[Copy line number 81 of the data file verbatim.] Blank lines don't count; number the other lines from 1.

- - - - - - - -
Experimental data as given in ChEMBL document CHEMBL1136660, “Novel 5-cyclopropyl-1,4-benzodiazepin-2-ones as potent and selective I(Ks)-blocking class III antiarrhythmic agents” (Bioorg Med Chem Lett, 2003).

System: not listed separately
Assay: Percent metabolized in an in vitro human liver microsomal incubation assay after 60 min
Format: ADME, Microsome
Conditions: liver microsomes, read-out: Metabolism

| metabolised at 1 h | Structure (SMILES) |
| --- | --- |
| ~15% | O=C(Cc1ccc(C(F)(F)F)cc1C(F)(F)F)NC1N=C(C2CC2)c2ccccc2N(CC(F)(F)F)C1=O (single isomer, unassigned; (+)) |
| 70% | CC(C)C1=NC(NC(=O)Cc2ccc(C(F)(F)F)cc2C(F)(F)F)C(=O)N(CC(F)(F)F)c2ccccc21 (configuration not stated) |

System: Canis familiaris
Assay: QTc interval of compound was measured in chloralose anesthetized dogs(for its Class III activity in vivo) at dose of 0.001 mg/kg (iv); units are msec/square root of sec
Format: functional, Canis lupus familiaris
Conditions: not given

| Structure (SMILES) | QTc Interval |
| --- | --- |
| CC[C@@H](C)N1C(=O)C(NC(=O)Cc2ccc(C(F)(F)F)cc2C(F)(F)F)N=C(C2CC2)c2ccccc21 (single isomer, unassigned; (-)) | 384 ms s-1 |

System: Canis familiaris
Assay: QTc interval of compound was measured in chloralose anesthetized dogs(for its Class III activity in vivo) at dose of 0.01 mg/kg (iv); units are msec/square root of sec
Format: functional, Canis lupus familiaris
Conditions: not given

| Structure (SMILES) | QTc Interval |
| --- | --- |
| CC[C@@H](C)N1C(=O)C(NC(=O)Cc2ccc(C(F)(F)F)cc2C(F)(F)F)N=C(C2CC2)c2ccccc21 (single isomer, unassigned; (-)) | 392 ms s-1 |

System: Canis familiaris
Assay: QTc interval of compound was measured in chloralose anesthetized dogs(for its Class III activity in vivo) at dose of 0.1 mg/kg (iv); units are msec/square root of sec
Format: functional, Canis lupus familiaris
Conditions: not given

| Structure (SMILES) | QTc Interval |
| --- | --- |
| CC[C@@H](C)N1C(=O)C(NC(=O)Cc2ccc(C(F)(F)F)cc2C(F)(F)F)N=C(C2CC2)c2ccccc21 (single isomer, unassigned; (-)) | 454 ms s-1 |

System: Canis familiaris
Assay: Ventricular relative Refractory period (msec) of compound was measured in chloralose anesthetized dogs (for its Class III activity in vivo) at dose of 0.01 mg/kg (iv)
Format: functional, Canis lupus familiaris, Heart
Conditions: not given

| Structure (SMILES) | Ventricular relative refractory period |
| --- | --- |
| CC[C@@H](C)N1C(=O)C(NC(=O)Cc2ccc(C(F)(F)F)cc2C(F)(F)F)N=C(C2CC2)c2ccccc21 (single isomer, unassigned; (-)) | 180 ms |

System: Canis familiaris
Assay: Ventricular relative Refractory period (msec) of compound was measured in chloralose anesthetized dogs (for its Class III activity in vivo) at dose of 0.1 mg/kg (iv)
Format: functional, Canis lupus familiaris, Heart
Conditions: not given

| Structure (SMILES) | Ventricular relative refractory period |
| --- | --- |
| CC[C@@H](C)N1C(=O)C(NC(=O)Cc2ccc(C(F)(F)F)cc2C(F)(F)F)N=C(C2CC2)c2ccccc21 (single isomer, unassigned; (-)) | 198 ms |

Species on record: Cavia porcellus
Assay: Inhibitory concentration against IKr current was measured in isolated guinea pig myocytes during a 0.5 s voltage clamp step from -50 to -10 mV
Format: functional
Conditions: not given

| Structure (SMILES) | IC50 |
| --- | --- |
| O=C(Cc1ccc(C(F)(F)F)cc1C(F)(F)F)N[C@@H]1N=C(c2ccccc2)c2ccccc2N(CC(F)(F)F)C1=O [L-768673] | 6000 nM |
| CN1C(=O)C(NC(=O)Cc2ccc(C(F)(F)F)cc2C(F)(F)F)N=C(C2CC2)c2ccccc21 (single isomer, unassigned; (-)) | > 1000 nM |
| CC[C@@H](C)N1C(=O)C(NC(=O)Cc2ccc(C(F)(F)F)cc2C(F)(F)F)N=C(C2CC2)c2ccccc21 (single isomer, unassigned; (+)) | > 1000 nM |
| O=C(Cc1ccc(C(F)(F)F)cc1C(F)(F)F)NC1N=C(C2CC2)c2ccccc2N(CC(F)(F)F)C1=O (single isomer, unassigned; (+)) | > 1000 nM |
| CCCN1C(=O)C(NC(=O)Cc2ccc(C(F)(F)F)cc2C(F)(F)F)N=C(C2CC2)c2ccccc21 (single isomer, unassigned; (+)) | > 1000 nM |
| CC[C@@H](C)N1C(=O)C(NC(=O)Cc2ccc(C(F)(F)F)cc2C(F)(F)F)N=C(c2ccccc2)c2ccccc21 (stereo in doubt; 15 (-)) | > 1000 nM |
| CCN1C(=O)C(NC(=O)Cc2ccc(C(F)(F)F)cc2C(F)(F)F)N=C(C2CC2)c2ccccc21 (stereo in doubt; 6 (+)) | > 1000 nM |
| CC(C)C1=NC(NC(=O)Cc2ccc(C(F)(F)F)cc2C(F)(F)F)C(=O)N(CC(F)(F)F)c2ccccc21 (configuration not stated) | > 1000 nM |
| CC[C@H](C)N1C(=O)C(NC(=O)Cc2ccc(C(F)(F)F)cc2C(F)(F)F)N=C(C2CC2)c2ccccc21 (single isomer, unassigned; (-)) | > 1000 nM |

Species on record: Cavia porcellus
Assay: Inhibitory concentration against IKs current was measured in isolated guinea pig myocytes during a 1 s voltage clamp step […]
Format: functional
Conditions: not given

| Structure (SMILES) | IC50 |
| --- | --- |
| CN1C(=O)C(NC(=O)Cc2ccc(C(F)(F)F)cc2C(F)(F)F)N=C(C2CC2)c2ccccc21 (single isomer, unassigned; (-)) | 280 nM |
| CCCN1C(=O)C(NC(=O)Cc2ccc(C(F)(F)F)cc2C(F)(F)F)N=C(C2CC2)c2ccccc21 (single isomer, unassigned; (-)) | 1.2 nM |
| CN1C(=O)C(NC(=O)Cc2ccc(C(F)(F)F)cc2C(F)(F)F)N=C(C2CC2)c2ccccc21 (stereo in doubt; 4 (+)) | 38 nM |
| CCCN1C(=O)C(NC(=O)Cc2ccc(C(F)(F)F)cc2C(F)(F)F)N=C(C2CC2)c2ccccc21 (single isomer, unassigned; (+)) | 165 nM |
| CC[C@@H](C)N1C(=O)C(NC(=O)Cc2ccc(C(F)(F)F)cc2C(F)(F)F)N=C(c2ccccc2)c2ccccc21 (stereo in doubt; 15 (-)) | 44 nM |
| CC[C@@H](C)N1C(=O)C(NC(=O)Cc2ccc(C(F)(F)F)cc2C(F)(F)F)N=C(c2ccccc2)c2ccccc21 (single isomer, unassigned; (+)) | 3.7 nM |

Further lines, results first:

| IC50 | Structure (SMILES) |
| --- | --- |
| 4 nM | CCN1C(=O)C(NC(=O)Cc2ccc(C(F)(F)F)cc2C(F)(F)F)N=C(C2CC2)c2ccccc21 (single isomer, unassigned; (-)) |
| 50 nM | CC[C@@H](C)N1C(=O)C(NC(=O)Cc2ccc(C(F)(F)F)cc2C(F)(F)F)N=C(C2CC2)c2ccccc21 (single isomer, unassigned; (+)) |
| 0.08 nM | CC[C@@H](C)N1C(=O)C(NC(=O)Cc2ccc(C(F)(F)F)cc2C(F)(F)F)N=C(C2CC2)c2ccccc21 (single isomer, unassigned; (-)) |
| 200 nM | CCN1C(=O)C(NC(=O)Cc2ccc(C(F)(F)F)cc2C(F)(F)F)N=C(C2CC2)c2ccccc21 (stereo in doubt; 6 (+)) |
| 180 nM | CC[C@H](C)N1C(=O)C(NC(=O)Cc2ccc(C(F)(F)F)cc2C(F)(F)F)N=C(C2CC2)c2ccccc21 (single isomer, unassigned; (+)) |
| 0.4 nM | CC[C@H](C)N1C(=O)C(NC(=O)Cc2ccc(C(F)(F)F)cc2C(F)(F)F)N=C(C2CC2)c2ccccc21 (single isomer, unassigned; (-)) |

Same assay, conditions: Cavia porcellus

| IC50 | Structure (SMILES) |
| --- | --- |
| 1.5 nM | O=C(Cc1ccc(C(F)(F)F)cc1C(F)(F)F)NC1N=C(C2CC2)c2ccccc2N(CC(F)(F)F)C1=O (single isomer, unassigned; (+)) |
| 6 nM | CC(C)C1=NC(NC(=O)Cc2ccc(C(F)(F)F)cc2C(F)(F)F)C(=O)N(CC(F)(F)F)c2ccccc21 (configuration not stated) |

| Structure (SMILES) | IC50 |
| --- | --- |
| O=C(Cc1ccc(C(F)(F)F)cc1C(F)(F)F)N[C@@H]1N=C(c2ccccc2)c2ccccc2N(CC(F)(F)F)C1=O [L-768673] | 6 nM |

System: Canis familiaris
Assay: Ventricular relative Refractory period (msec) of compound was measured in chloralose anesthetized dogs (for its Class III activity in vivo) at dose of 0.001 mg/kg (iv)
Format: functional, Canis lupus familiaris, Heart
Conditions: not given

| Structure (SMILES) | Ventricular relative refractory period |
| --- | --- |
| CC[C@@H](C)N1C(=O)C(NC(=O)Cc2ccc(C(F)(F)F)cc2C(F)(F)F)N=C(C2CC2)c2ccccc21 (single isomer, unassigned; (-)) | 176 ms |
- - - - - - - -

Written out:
Same assay, conditions: Cavia porcellus